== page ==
This study used the application of Geographic Information System (GIS) to analyse students’ staff index in Public Secondary Schools (PSSs) of Osun West Senatorial District (OWSD), Nigeria with a view to providing information that could guide the ineffective distribution of human resources (teaching staff) to enhancing secondary school education planning. The specific objectives are to determine the number of staff and students of the public secondary schools in the district and examine the staff index. Data for this study were obtained through questionnaire administration. Areas with secondary schools were stratified into three categories based on population density: suburb (less than 10,000 people), semi-urban (between 10,000-19,999 people), and urban (20,000 people and above). Eleven urban with a total of 59 secondary schools, twelve semi-urban with a total of 16 secondary schools, and twenty-eight suburb areas were identified with a total of 41 secondary schools. All the schools were sampled while students’ enrolment and staff data were collected from the principal of each school. Findings revealed, that the largest proportion of settlements with inadequate staff strength is the suburb with eleven (11) public secondary schools, a mean value of 26 and standard deviation of 2.87, urban settlement category have seven (7), with a mean value of 23 and standard deviation of 6.007 and semi-urban with just one (1) school, denoting 26 mean value and 0.0 standard deviation. Summary of the findings across OWSD revealed inadequate staffing in urban (36.8%), semi-urban (5.3%), and suburb (57.9%) as the mean score of the student to staff is 44 and the standard deviation is 13.771. It is therefore recommended that government and other school administrators should come together to employ adequate teaching staff to secondary schools at all categories of settlements.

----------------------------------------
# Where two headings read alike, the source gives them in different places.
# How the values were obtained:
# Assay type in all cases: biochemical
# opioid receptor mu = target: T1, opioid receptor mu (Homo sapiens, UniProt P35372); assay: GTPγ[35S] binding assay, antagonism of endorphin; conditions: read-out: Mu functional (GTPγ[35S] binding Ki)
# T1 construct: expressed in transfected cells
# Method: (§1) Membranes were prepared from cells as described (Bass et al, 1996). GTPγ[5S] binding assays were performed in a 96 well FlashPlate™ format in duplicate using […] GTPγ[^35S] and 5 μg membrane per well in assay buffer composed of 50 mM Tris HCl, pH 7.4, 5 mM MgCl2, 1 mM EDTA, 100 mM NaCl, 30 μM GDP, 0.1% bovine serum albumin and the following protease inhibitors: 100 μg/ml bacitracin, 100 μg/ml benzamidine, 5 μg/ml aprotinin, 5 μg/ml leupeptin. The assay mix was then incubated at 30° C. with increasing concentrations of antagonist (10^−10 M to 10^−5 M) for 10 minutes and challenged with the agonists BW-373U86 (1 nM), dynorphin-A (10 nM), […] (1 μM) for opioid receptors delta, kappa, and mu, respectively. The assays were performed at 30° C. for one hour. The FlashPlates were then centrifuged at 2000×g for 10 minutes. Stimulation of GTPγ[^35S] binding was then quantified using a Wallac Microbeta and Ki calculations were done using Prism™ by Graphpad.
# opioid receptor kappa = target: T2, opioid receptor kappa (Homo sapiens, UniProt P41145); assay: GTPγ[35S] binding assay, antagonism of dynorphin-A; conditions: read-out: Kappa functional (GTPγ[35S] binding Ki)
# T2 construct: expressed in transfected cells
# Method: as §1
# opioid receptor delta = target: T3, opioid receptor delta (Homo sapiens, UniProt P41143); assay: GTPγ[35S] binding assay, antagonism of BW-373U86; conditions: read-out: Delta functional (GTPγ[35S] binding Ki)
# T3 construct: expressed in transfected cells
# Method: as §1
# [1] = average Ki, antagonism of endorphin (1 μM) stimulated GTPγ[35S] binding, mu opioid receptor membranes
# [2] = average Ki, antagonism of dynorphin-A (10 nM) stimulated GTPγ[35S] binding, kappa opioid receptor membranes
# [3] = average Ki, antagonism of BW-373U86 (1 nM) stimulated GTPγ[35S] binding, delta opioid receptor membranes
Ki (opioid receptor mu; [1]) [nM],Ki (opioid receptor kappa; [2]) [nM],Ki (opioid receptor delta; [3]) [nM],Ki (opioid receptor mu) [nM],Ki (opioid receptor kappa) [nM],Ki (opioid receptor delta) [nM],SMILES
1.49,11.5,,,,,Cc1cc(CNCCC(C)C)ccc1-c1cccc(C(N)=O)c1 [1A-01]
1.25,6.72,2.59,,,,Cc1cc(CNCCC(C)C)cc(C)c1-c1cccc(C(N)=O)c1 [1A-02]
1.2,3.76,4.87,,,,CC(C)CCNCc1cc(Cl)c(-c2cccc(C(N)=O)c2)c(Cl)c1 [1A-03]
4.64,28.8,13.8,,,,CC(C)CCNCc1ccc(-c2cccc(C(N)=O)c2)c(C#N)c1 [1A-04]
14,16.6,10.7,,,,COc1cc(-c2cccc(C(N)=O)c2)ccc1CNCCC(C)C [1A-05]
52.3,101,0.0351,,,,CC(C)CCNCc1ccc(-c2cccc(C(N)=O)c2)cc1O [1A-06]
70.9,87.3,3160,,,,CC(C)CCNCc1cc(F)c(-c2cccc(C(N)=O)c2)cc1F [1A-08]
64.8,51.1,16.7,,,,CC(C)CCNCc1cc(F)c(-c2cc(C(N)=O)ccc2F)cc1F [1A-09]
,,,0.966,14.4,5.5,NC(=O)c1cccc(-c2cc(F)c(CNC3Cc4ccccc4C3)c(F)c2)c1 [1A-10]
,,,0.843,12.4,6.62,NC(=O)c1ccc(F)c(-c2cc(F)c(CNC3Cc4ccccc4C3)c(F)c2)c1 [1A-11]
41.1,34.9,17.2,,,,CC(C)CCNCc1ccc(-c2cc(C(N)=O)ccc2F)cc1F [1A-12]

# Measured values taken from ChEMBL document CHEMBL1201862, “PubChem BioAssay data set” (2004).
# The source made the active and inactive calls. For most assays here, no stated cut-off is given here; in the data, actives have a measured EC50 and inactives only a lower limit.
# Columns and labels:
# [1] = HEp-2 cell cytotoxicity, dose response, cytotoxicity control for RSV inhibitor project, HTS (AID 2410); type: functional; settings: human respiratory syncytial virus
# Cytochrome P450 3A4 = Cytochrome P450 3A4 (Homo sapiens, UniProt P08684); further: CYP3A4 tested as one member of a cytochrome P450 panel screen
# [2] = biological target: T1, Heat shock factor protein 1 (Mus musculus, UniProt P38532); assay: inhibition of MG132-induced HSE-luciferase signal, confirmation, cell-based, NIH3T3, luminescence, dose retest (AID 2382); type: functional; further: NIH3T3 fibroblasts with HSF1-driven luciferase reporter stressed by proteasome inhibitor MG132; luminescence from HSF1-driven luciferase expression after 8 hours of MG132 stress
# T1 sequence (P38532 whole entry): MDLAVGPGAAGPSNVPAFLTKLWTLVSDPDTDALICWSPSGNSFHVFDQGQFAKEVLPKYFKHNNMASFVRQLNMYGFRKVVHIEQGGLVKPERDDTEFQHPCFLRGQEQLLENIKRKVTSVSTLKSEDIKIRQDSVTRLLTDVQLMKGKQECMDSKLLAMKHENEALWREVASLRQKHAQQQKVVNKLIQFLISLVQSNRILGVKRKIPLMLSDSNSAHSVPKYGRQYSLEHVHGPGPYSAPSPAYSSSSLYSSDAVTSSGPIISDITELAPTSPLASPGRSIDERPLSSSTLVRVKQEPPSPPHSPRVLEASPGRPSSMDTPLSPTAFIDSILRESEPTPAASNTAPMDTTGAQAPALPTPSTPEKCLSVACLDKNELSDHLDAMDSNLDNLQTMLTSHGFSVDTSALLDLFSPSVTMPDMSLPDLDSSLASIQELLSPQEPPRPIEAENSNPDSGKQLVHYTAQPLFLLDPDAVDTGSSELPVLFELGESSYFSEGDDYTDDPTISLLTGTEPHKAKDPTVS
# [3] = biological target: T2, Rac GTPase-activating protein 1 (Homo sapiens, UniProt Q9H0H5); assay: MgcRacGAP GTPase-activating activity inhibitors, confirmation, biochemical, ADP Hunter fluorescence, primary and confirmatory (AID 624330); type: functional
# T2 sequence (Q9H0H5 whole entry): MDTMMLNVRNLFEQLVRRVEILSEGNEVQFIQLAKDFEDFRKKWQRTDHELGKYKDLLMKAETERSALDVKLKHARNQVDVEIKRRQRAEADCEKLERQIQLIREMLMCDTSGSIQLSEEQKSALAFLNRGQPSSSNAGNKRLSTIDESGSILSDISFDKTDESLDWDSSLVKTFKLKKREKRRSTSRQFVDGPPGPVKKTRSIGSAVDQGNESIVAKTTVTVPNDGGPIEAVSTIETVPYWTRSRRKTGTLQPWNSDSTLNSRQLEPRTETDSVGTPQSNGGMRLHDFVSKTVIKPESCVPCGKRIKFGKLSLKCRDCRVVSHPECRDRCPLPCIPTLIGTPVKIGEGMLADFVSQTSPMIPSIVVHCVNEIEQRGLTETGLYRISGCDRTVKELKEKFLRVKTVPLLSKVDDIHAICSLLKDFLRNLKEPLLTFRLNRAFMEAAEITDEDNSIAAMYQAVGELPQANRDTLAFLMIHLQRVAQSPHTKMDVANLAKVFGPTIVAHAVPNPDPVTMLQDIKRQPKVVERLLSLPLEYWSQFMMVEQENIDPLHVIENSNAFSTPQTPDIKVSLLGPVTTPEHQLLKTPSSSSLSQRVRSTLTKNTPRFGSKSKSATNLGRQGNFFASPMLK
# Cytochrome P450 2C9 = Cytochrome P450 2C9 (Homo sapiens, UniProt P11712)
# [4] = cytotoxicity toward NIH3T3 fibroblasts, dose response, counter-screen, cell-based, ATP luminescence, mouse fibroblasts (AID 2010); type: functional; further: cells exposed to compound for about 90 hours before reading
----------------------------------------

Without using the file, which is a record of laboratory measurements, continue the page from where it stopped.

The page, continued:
... Creation of numbers is established in a unique way (Fritz et al., 2013;Hurst and Hurrell, 2014;Posamentier, 2015;Penn, 2021). Permutation and combination of numbers in different ways to generate different sets of numbers which when study critically; the set of numbers produce have marvelous and miraculous in pattern, structure, series and arrangement (Liljedahl, 2004;Itaketo, 2010;Mulligan et al., 2010;Yesildere and Akkoc, 2010;Ernest, 2015;Hessman, 2020). ...
Conference Paper
Full-text available
Kifilideen trinomial theorem of negative power of is theorem which is used to generate the series and terms of a trinomial expression of negative power of in an orderly and periodicity manner that is based on standardized and matrix methods. Negative power of Newton binomial theorem had been used to produce series of partial fractions of a compound fraction. The establishment of the negative power of of trinomial theorem would extend the number of compound fraction in which series (expansion) can be produced. This study applied Kifilideen expansion of negative power of of Kifilideen trinomial theorem for the transformation of compound fraction into series of partial fractions with other developments. Kifilideen theorem of matrix transformation of negative power of of trinomial expression in which three variables are found in parts of the trinomial expression was developed. The development would ease the process of evaluating such trinomial expression of negative power of . This standardized and matrix method used in arranging the terms of the Kifilideen expansion of negative power of of trinomial expression yield an interesting results in which it is utilized in transforming compound fraction into series of partial fractions in a unique way.
... Creation of numbers is established in a unique way (Fritz et al., 2013;Hurst and Hurrell, 2014;Posamentier, 2015;Penn, 2021). Permutation and combination of numbers in different ways to generate different sets of numbers which when study critically; the set of numbers produce have marvelous and miraculous in pattern, structure, series and arrangement (Liljedahl, 2004;Itaketo, 2010;Mulligan et al., 2010;Yesildere and Akkoc, 2010;Ernest, 2015;Hessman, 2020). ...
Conference Paper
Full-text available